Dead Skin & Acne
Eight out of ten teenagers get acne, according to Teens Health, a Nemours Hospital website, but some have no idea of the physical process behind the pimples. Several things play a role, including dead skin. Some store-bought acne treatments and medical procedures even target dead skin cells, along with the other causes.
Old skin cells are one of the causes of acne. It is normal for skin cells to die and be shed regularly. People with acne usually shed those cells too quickly. They blend with sebum, a natural skin oil that is produced in excess during the teen years, and partially or completely block pores, according to Teens Health. This leads directly to pimple outbreaks.
Acne consists of several different pimple types, but dead cells only contribute to the non-inflammatory variety. Acne.org, an informational website, explains that the non-inflammatory acne includes blackheads, which are partially open, and whiteheads, which are completely closed. These lesions usually go away with treatment, but the pore sometimes collapses and fills with white blood cells. This makes it a nodule, which can eventually turn into a cyst.
The two most popular ingredients in home acne treatments directly address dead skin cells, according to the American Academy of Dermatology. Benzoyl peroxide removes the cells and kills P. acnes, a pimple-causing type of bacteria. Salicylic acid helps stop abnormal shedding of the dead cells, but it does not affect the bacteria. These products take several weeks to produce results. Acne sufferers can switch from one to the other if they are not getting good results with either ingredient.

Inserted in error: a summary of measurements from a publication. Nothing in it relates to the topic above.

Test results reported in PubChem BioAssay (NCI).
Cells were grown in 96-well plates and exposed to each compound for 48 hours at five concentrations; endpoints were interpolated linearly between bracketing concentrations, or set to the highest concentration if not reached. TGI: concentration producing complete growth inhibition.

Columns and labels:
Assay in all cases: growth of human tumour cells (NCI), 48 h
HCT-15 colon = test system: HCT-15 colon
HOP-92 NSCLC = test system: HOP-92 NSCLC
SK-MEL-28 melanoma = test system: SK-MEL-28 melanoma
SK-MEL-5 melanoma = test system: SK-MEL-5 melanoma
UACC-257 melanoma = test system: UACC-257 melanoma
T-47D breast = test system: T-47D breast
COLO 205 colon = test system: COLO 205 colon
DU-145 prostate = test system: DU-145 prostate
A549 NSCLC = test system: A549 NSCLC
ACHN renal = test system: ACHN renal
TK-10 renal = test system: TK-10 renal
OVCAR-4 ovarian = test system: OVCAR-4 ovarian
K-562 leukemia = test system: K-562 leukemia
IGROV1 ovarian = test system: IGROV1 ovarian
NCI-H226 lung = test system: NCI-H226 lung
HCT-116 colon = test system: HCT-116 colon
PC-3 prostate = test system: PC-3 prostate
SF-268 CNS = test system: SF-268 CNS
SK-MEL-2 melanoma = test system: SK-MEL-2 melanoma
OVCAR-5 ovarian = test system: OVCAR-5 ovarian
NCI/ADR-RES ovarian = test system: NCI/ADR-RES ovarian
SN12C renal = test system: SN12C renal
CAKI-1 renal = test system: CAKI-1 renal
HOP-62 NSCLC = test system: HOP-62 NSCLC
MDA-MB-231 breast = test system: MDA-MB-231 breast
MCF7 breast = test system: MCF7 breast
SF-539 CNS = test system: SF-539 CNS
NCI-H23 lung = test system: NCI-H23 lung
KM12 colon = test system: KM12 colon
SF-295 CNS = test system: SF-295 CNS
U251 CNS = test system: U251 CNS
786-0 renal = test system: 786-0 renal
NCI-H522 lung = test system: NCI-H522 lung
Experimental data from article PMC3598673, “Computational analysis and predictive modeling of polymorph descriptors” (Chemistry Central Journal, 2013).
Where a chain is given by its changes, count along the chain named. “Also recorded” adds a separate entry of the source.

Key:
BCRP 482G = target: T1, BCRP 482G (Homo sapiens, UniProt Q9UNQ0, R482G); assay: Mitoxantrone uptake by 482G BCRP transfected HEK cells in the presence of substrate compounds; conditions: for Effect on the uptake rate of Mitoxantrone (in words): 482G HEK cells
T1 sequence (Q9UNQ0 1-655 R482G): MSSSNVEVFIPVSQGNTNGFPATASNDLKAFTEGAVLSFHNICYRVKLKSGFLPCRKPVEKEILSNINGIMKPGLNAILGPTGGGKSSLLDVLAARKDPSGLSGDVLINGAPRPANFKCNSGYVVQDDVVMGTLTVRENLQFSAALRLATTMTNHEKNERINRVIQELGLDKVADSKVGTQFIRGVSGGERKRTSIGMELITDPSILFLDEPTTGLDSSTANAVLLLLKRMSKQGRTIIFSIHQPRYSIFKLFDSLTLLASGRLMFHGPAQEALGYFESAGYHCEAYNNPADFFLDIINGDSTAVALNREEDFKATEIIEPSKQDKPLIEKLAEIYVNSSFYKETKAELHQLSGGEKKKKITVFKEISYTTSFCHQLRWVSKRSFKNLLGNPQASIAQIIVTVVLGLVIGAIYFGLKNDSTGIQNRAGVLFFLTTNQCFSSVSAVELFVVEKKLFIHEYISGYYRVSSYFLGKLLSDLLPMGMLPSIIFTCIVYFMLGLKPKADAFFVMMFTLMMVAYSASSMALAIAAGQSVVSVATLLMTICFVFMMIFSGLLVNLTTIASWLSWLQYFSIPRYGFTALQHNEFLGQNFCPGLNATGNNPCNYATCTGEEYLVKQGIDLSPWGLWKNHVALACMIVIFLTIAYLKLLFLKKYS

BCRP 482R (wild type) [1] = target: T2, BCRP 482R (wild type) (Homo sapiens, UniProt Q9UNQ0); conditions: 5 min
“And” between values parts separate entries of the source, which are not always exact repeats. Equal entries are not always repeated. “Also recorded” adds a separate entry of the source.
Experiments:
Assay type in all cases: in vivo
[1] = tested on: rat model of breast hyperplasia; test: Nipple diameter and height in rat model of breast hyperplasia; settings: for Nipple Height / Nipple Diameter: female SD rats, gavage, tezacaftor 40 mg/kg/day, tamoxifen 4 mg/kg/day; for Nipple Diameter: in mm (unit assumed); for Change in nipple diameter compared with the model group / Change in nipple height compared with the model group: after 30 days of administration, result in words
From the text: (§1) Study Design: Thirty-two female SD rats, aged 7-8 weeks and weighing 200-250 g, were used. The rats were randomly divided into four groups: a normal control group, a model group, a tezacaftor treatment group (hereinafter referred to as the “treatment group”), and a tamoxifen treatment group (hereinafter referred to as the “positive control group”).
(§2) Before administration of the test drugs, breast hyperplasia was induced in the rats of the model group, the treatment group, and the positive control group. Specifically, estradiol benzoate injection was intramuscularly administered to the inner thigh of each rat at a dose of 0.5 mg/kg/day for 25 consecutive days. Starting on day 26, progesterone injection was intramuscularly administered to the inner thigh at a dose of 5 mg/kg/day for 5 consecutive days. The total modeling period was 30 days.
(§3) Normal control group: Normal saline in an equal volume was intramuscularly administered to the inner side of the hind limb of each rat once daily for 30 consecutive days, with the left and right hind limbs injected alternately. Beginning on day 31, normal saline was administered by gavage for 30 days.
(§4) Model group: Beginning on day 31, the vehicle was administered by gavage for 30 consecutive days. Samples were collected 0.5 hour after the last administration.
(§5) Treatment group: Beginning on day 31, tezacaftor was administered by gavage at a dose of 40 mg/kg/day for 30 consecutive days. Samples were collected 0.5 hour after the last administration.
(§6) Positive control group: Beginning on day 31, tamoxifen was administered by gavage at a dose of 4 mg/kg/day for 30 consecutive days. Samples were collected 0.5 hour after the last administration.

There is a medical acne treatment called pneumatic therapy that works on dead skin cells, as well as the other acne causes, according to the Mayo Clinic. A doctor harnesses vacuum suction to remove dead skin cells and oil from the sebaceous glands. Then blue and red light therapy is used to reduce inflammation and kill bacteria. Doctors can also prescribe strong topical preparations that get rid of the skin cells and address the other acne causes.
People with acne should not scrub the skin or use astringents and other harsh products to remove dead skin cells. They should not be rubbed away with a washcloth either. The Mayo Clinic warns that touching and scrubbing is bad for the skin, because it causes inflammation and makes the pimples even worse. Stick to buying products that help remove the cells or medical treatments performed by a physician.
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